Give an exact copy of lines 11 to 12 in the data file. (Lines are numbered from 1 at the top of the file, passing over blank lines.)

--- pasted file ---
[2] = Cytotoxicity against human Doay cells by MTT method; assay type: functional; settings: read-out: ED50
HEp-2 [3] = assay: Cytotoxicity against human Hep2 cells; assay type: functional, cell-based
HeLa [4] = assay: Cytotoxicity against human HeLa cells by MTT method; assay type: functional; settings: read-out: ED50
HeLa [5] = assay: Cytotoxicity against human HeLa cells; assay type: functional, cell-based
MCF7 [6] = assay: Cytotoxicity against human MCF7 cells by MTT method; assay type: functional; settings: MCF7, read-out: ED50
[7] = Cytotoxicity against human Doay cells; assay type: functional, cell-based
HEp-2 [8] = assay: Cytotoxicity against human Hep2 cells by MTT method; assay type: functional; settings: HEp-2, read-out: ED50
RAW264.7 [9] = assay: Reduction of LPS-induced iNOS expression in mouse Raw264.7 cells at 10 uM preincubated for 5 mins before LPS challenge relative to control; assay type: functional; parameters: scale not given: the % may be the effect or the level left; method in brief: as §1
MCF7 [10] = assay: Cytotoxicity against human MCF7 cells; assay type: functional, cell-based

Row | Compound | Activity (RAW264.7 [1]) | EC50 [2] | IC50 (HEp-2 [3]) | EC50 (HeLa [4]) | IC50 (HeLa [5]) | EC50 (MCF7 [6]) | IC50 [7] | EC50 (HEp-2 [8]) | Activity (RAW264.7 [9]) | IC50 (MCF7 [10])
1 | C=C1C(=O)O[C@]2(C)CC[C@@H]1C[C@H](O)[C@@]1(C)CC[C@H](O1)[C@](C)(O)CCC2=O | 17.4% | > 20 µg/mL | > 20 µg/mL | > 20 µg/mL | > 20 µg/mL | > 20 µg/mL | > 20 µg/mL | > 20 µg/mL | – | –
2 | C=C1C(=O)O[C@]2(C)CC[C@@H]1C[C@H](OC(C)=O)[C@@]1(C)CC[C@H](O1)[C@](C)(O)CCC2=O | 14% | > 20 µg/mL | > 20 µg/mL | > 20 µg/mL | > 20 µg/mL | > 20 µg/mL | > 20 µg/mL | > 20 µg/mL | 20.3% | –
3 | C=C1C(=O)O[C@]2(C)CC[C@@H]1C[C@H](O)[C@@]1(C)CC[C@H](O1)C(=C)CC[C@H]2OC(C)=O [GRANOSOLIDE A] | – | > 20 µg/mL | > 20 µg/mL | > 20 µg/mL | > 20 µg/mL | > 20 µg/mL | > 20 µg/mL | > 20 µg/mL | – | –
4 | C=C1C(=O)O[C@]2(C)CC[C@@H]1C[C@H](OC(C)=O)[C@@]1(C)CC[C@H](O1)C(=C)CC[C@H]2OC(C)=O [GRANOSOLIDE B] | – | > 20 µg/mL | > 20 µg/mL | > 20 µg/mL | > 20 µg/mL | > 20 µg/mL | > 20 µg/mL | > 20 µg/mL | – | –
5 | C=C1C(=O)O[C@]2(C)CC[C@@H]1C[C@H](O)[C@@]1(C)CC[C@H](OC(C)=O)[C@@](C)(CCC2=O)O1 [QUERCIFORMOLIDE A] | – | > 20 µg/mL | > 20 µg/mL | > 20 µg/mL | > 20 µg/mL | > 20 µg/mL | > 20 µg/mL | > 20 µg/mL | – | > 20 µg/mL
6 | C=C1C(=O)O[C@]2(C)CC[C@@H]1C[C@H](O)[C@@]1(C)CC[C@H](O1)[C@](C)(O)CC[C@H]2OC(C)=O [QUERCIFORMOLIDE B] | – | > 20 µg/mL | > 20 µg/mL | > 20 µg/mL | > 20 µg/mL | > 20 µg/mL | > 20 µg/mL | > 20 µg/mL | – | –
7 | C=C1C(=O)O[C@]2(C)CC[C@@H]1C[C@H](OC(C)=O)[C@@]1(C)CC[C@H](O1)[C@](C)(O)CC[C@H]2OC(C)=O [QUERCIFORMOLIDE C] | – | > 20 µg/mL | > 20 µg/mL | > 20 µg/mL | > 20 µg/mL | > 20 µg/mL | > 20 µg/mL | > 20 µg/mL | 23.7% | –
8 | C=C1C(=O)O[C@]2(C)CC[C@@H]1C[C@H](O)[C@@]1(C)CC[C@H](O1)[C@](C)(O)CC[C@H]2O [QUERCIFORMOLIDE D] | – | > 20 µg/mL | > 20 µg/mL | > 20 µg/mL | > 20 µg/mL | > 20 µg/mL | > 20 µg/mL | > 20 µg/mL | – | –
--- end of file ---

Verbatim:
1 | C=C1C(=O)O[C@]2(C)CC[C@@H]1C[C@H](O)[C@@]1(C)CC[C@H](O1)[C@](C)(O)CCC2=O | 17.4% | > 20 µg/mL | > 20 µg/mL | > 20 µg/mL | > 20 µg/mL | > 20 µg/mL | > 20 µg/mL | > 20 µg/mL | – | –
2 | C=C1C(=O)O[C@]2(C)CC[C@@H]1C[C@H](OC(C)=O)[C@@]1(C)CC[C@H](O1)[C@](C)(O)CCC2=O | 14% | > 20 µg/mL | > 20 µg/mL | > 20 µg/mL | > 20 µg/mL | > 20 µg/mL | > 20 µg/mL | > 20 µg/mL | 20.3% | –